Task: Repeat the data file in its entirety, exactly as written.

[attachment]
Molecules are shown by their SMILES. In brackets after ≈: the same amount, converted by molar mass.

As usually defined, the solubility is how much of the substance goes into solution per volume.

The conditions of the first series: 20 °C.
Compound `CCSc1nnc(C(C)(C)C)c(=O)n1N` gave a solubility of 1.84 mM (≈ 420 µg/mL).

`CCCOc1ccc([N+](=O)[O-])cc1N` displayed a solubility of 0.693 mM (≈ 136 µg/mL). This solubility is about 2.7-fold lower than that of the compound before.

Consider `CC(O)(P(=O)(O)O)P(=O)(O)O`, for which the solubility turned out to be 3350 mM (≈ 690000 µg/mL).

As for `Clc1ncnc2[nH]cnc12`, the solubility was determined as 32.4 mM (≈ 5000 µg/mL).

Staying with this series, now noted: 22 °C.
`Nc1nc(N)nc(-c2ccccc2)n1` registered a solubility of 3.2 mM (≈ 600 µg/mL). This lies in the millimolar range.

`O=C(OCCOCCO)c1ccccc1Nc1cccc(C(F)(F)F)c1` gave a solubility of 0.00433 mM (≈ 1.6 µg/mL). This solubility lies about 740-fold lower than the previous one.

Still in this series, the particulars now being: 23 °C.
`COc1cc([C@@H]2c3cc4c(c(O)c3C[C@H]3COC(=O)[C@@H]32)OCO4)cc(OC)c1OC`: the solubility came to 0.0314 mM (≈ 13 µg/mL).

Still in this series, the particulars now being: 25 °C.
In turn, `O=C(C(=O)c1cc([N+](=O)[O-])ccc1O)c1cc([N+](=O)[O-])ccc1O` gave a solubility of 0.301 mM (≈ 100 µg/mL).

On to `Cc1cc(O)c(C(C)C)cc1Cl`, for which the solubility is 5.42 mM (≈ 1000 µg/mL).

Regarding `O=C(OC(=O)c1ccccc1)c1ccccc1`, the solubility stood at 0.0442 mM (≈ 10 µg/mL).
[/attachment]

Molecules are shown by their SMILES. In brackets after ≈: the same amount, converted by molar mass.

As usually defined, the solubility is how much of the substance goes into solution per volume.

The conditions of the first series: 20 °C.
Compound `CCSc1nnc(C(C)(C)C)c(=O)n1N` gave a solubility of 1.84 mM (≈ 420 µg/mL).

`CCCOc1ccc([N+](=O)[O-])cc1N` displayed a solubility of 0.693 mM (≈ 136 µg/mL). This solubility is about 2.7-fold lower than that of the compound before.

Consider `CC(O)(P(=O)(O)O)P(=O)(O)O`, for which the solubility turned out to be 3350 mM (≈ 690000 µg/mL).

As for `Clc1ncnc2[nH]cnc12`, the solubility was determined as 32.4 mM (≈ 5000 µg/mL).

Staying with this series, now noted: 22 °C.
`Nc1nc(N)nc(-c2ccccc2)n1` registered a solubility of 3.2 mM (≈ 600 µg/mL). This lies in the millimolar range.

`O=C(OCCOCCO)c1ccccc1Nc1cccc(C(F)(F)F)c1` gave a solubility of 0.00433 mM (≈ 1.6 µg/mL). This solubility lies about 740-fold lower than the previous one.

Still in this series, the particulars now being: 23 °C.
`COc1cc([C@@H]2c3cc4c(c(O)c3C[C@H]3COC(=O)[C@@H]32)OCO4)cc(OC)c1OC`: the solubility came to 0.0314 mM (≈ 13 µg/mL).

Still in this series, the particulars now being: 25 °C.
In turn, `O=C(C(=O)c1cc([N+](=O)[O-])ccc1O)c1cc([N+](=O)[O-])ccc1O` gave a solubility of 0.301 mM (≈ 100 µg/mL).

On to `Cc1cc(O)c(C(C)C)cc1Cl`, for which the solubility is 5.42 mM (≈ 1000 µg/mL).

Regarding `O=C(OC(=O)c1ccccc1)c1ccccc1`, the solubility stood at 0.0442 mM (≈ 10 µg/mL).